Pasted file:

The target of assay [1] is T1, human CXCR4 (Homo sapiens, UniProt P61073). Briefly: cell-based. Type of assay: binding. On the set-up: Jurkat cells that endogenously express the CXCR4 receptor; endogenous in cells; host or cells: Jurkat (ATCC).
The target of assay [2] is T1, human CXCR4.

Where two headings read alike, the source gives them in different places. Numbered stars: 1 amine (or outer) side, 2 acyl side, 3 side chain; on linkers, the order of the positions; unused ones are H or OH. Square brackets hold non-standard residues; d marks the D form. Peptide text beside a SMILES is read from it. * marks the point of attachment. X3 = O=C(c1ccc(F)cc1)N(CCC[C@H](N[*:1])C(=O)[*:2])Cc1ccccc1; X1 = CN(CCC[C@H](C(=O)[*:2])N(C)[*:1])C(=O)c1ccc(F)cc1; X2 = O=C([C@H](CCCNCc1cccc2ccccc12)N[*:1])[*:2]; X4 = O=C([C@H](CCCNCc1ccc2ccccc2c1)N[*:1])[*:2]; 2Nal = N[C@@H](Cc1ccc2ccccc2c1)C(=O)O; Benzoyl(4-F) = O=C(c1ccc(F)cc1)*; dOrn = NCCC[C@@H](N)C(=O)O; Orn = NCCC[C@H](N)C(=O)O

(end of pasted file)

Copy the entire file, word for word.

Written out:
The target of assay [1] is T1, human CXCR4 (Homo sapiens, UniProt P61073). Briefly: cell-based. Type of assay: binding. On the set-up: Jurkat cells that endogenously express the CXCR4 receptor; endogenous in cells; host or cells: Jurkat (ATCC).
The target of assay [2] is T1, human CXCR4.

Where two headings read alike, the source gives them in different places. Numbered stars: 1 amine (or outer) side, 2 acyl side, 3 side chain; on linkers, the order of the positions; unused ones are H or OH. Square brackets hold non-standard residues; d marks the D form. Peptide text beside a SMILES is read from it. * marks the point of attachment. X3 = O=C(c1ccc(F)cc1)N(CCC[C@H](N[*:1])C(=O)[*:2])Cc1ccccc1; X1 = CN(CCC[C@H](C(=O)[*:2])N(C)[*:1])C(=O)c1ccc(F)cc1; X2 = O=C([C@H](CCCNCc1cccc2ccccc12)N[*:1])[*:2]; X4 = O=C([C@H](CCCNCc1ccc2ccccc2c1)N[*:1])[*:2]; 2Nal = N[C@@H](Cc1ccc2ccccc2c1)C(=O)O; Benzoyl(4-F) = O=C(c1ccc(F)cc1)*; dOrn = NCCC[C@@H](N)C(=O)O; Orn = NCCC[C@H](N)C(=O)O